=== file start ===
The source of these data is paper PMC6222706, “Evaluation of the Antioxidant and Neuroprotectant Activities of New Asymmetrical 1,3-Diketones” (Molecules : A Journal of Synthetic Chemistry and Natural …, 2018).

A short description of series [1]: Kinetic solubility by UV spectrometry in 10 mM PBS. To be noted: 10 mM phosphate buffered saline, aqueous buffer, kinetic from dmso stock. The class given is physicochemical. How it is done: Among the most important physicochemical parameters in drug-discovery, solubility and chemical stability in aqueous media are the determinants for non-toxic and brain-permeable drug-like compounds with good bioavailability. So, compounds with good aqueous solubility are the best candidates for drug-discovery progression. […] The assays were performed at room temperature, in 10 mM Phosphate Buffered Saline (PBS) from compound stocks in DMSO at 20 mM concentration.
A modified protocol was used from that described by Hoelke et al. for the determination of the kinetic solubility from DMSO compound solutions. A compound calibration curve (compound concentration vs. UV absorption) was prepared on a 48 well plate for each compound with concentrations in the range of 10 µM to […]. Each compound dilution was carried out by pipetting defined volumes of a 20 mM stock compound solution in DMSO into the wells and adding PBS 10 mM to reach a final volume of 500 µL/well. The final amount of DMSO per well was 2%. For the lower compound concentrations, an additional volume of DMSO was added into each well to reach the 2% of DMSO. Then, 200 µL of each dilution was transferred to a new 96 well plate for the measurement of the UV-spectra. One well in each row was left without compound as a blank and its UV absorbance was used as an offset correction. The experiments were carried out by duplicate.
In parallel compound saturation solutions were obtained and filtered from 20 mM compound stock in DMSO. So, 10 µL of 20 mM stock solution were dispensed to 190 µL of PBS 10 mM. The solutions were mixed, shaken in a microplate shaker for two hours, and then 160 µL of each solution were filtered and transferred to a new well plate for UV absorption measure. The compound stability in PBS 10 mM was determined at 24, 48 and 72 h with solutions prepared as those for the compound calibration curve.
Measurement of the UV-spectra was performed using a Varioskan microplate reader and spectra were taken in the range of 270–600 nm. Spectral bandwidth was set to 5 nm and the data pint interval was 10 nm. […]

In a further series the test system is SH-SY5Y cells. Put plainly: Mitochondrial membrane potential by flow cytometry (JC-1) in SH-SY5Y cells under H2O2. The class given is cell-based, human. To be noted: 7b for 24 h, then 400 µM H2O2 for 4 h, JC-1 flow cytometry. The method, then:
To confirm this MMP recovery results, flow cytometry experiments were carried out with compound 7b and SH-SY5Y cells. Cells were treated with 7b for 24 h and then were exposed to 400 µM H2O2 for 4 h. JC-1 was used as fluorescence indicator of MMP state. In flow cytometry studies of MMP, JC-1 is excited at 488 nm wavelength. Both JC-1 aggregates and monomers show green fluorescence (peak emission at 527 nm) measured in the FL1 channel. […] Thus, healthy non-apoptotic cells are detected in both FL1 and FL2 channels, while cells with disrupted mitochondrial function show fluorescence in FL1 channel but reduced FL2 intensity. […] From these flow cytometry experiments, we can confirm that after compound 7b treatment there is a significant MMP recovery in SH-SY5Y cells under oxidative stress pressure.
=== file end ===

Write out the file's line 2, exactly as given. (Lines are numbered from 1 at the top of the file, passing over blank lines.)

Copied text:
A short description of series [1]: Kinetic solubility by UV spectrometry in 10 mM PBS. To be noted: 10 mM phosphate buffered saline, aqueous buffer, kinetic from dmso stock. The class given is physicochemical. How it is done: Among the most important physicochemical parameters in drug-discovery, solubility and chemical stability in aqueous media are the determinants for non-toxic and brain-permeable drug-like compounds with good bioavailability. So, compounds with good aqueous solubility are the best candidates for drug-discovery progression. […] The assays were performed at room temperature, in 10 mM Phosphate Buffered Saline (PBS) from compound stocks in DMSO at 20 mM concentration.